Father, daughter serve together in Iraq

  • Sat May 1st, 2010 11:52pm
  • News

Julie Muhlstein, Herald Columnist

Lori Secor has lately shared a bit of advice with her grown daughter: “Make sure you get lots of pictures of you and Dad together.”

Photos the Everett woman has seen recently show that her far-flung family is safe. They’re also proof of the unique stories they’ll have to tell. Richard and Jessica Secor are in the midst of a father-daughter experience like no other.

Exotic vacation? Leisurely getaway? Not these two.

Army Chief Warrant Officer 2 Richard Secor, 49, is on his second deployment to Iraq. Last month, his 27-year-old daughter also arrived in Iraq, where she’s serving as an Army surgical and trauma nurse.

“Imagine serving with your daughter in a war zone,” Richard Secor said last week by e-mail from southern Iraq, where he’s deployed with the 2nd Brigade, 10th Mountain Division. He’s based at Camp Liberty, where Saddam Hussein once had his Al-Faw Palace, and works in support of the National Ground Intelligence Center.

“I never imagined being here with Jessica. It’s almost surreal,” he said.

Surreal could also describe the change in scenery from Capt. Jessica Secor’s last post — Tripler Army Medical Center in Honolulu, Hawaii.

“Jessica, who received her orders on just three weeks’ notice, departed paradise and is now stationed at the 28th Combat Support Hospital,” her father’s e-mail said.

A 2001 Everett High School graduate, Jessica Secor attended Marquette University in Milwaukee, Wis., on an ROTC scholarship, and earned her nursing degree at the Catholic university.

“She’s on the trail of making this her career,” Lori Secor said. Jessica Secor, expected to be in Iraq six months, recently told her mother that she helped with an operation on an Iraqi colonel.

“He had his leg amputated. It’s not just U.S. soldiers,” Lori Secor said. In Hawaii, Jessica Secor specialized in orthopedic and spine surgery.

Lori Secor, who works at the Smokey Point dental office of Dr. Kevin Harrison, has provided home-front support for years, as her husband served in the Navy, the Navy Reserves and now in the Army. The Secors have another daughter, Brittany, a year younger than Jessica.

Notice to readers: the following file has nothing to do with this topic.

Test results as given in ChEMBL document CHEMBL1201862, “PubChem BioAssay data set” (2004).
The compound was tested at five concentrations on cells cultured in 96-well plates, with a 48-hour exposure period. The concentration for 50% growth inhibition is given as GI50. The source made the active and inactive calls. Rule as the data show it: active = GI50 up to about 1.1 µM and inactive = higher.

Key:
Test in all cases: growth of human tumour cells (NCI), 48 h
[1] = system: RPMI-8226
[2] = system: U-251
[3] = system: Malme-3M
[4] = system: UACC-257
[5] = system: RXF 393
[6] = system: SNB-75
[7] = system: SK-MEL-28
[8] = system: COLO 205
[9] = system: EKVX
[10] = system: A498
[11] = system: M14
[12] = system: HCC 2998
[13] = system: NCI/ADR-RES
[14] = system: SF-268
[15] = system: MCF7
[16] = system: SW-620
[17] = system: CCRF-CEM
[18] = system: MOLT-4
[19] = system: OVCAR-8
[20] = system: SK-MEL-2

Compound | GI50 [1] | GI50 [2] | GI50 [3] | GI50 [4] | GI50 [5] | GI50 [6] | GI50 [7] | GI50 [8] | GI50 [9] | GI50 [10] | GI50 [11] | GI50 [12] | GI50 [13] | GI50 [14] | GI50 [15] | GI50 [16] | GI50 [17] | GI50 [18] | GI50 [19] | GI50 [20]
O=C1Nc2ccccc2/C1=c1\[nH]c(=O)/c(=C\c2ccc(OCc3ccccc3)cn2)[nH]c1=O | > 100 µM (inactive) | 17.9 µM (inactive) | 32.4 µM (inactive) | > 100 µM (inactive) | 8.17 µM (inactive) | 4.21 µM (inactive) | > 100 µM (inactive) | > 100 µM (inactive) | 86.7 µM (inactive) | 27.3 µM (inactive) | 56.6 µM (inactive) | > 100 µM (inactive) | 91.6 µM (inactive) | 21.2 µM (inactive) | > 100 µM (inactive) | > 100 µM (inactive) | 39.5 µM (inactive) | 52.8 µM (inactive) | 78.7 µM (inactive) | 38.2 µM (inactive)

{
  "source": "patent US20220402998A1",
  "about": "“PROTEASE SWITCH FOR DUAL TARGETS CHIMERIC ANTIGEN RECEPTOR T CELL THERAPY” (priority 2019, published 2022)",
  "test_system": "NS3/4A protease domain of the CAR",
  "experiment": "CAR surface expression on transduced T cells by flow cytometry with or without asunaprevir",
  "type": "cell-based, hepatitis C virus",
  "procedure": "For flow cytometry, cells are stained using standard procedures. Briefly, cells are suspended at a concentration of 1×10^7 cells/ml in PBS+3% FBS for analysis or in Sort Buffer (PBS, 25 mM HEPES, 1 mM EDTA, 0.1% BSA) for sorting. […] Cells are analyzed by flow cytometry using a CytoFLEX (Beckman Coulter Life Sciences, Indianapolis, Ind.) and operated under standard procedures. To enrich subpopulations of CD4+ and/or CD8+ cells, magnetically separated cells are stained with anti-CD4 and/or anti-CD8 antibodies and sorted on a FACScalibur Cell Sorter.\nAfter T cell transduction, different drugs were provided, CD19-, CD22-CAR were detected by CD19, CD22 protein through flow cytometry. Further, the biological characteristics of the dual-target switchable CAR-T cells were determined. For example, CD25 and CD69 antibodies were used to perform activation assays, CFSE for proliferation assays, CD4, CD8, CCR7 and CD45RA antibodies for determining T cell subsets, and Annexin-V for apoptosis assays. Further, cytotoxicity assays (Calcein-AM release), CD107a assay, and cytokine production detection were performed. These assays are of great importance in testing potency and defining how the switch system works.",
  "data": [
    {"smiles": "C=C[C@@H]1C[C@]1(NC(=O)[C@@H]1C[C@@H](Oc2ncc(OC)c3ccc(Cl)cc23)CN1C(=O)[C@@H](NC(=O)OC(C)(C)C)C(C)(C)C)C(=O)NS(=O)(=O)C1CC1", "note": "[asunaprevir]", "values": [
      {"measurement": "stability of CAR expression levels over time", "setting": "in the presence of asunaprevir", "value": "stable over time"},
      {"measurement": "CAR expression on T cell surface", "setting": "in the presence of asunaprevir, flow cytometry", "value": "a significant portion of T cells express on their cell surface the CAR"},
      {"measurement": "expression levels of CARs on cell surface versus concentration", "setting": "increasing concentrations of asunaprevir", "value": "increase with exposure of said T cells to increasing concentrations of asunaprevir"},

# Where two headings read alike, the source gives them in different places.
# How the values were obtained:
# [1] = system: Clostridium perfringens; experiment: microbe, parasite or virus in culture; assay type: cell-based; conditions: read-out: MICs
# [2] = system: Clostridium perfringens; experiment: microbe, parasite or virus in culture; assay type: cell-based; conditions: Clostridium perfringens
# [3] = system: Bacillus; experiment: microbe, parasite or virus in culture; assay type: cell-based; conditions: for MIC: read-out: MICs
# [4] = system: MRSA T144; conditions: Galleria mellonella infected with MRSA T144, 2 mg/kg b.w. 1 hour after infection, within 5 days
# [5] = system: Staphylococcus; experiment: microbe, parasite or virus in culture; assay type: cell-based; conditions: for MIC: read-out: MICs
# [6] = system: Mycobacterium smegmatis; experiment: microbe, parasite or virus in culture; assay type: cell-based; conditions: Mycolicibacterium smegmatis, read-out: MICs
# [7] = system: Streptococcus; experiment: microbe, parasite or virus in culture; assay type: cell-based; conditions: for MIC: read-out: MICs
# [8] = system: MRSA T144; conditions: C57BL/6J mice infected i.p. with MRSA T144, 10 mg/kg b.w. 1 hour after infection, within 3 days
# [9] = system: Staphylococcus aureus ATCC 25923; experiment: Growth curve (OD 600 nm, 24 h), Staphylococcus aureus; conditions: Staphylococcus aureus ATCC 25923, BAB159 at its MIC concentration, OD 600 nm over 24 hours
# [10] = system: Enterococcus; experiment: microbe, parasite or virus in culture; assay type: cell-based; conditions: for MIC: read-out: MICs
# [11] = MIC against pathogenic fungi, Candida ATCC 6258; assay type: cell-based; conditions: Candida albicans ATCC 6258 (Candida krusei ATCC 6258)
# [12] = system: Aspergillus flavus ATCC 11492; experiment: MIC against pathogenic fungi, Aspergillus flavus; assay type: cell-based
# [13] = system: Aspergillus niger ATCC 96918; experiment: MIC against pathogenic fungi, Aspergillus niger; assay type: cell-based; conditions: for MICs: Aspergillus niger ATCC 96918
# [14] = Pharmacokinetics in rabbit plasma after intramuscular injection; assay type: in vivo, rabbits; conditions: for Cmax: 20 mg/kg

After the Sept. 11 terrorist attacks in 2001, Richard Secor was recalled to active duty. He worked several years at the Pentagon.

“I really enjoyed my time at the Pentagon, but something was missing,” he said by e-mail. “I asked the Navy to send me to Iraq. I really wanted to be forward deployed with the others.”

In 2006, when he wasn’t needed in Iraq by the Navy, Secor switched military branches and joined the Army. After training at Fort Drum, N.Y., he was assigned to Fort Belvoir in Virginia.

“The reality is, any soldier from any unit is deployable nowadays,” he said. Secor credits his wife for her understanding and support.

“None of this could be possible without the cornerstone of this family, Lori,” Rich Secor said. “She understands me and knows why I continue to serve. Being deployed seems easy compared to what she and other military spouses have to endure.”

Jessica Secor said by e-mail that her mother cares for her pets and sends so many packages to Iraq that “the mail clerk knows our names by heart.”

As luck has it, Jessica is stationed at Camp Sather, about six miles from her father’s base. It’s the closest they have lived to each other in eight years. As duty schedules allow, they get together several times a week.

“The other day my dad and I met in the dining facility for dinner,” Jessica Secor said by e-mail. “At another table sat many of my co-workers. As my dad put down his tray, I heard them say, ‘So you must be Dad.’ He answered, ‘Yes, I’m Dad.’ ”

“I’m used to being deployed,” Richard Secor said. “In the Army, it’s all about taking care of the soldiers to your left and right. I just never thought one of those soldiers would be my daughter.”

No one could have planned it, but Lori Secor is thrilled her husband and daughter are together.

“I have a lot to be thankful for — that one’s not in Afghanistan and the other in Iraq,” she said.

Julie Muhlstein: 425-339-3460, muhlstein@heraldnet.com.